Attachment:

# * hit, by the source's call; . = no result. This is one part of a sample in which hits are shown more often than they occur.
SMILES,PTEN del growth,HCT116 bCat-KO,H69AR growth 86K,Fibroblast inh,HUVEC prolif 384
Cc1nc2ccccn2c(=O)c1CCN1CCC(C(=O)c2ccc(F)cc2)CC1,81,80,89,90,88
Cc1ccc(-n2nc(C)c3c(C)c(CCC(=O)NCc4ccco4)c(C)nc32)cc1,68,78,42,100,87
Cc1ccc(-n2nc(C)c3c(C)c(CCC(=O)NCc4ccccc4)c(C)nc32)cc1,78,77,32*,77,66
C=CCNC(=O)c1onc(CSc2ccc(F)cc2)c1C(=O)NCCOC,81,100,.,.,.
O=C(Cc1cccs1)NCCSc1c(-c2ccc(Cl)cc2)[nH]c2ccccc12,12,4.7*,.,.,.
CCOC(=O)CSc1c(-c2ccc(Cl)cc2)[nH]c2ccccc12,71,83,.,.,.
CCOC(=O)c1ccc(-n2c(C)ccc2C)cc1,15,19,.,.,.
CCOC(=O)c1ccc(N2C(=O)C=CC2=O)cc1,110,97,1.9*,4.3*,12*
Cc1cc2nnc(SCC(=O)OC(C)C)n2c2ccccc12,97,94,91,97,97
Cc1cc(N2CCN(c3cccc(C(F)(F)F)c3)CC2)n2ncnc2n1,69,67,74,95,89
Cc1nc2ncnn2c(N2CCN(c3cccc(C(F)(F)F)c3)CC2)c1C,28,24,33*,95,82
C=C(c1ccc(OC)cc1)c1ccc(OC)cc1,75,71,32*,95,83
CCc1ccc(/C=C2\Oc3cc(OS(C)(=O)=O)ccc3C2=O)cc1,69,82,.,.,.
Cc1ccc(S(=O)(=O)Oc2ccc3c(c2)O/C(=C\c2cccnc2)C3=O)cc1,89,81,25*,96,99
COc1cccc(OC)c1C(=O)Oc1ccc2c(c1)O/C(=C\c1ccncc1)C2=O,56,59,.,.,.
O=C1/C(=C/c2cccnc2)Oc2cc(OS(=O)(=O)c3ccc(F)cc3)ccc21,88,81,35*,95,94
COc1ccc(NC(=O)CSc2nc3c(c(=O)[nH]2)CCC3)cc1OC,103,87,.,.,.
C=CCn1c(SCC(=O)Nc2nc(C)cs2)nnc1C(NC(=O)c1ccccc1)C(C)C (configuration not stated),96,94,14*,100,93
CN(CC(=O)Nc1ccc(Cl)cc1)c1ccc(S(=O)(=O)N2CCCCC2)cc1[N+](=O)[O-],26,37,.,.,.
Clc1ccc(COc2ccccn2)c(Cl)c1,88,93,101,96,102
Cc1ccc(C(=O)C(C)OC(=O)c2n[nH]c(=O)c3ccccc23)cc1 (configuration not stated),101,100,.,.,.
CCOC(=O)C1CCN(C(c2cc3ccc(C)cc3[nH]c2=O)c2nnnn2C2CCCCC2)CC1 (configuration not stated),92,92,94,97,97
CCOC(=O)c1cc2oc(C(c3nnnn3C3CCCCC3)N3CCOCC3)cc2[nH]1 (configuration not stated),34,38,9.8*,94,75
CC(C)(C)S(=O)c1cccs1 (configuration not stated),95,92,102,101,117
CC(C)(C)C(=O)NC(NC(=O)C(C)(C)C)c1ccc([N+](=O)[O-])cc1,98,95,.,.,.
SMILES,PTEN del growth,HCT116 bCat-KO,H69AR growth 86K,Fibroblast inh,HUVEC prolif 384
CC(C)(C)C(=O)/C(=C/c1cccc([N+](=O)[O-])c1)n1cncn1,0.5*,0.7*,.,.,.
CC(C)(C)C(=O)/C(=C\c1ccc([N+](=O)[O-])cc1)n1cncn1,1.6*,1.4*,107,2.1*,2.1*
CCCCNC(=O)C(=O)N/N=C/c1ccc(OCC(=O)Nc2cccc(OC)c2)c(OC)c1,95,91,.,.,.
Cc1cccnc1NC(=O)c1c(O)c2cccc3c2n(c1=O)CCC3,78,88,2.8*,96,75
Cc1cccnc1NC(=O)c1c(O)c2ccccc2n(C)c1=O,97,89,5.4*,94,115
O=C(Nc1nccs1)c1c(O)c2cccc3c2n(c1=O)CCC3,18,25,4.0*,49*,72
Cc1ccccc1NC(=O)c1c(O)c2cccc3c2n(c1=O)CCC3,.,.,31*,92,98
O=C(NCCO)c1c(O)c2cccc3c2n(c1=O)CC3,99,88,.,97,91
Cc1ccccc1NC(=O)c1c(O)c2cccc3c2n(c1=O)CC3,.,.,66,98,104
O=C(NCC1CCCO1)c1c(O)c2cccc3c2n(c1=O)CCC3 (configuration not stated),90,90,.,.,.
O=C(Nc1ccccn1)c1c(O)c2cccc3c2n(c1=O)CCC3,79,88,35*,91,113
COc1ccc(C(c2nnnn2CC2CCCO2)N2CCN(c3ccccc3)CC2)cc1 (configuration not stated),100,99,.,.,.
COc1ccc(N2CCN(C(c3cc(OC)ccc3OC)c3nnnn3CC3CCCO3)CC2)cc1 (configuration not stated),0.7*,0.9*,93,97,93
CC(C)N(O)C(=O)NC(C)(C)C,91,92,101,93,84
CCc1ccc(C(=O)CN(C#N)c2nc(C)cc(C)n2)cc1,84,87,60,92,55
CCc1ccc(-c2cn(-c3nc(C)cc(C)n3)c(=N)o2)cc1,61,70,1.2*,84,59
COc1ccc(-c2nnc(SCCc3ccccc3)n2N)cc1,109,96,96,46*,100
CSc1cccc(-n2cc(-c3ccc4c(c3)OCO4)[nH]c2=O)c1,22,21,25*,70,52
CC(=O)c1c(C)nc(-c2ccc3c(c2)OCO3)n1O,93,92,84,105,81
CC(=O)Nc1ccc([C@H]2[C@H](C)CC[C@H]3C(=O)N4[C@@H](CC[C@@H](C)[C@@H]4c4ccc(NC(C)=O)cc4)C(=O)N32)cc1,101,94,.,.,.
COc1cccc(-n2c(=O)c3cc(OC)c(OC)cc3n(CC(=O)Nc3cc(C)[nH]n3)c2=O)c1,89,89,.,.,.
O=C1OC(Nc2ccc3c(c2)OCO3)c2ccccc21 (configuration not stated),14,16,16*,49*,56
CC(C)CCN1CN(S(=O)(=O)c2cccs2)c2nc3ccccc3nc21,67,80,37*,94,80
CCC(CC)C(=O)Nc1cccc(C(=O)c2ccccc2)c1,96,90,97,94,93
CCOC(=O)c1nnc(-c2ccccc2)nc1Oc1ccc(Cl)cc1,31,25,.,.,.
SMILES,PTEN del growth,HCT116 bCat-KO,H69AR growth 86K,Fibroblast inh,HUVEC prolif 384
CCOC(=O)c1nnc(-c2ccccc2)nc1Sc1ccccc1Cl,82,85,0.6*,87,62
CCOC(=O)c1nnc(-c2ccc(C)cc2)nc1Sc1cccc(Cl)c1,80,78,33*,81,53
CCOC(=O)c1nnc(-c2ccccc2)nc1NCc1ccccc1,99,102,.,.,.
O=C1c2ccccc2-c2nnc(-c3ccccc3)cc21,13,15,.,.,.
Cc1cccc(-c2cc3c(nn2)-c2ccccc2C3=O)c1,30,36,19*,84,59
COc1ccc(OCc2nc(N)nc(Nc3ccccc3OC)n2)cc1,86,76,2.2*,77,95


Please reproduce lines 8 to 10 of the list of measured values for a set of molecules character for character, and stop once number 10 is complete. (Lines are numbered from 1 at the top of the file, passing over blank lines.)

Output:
CCOC(=O)CSc1c(-c2ccc(Cl)cc2)[nH]c2ccccc12,71,83,.,.,.
CCOC(=O)c1ccc(-n2c(C)ccc2C)cc1,15,19,.,.,.
CCOC(=O)c1ccc(N2C(=O)C=CC2=O)cc1,110,97,1.9*,4.3*,12*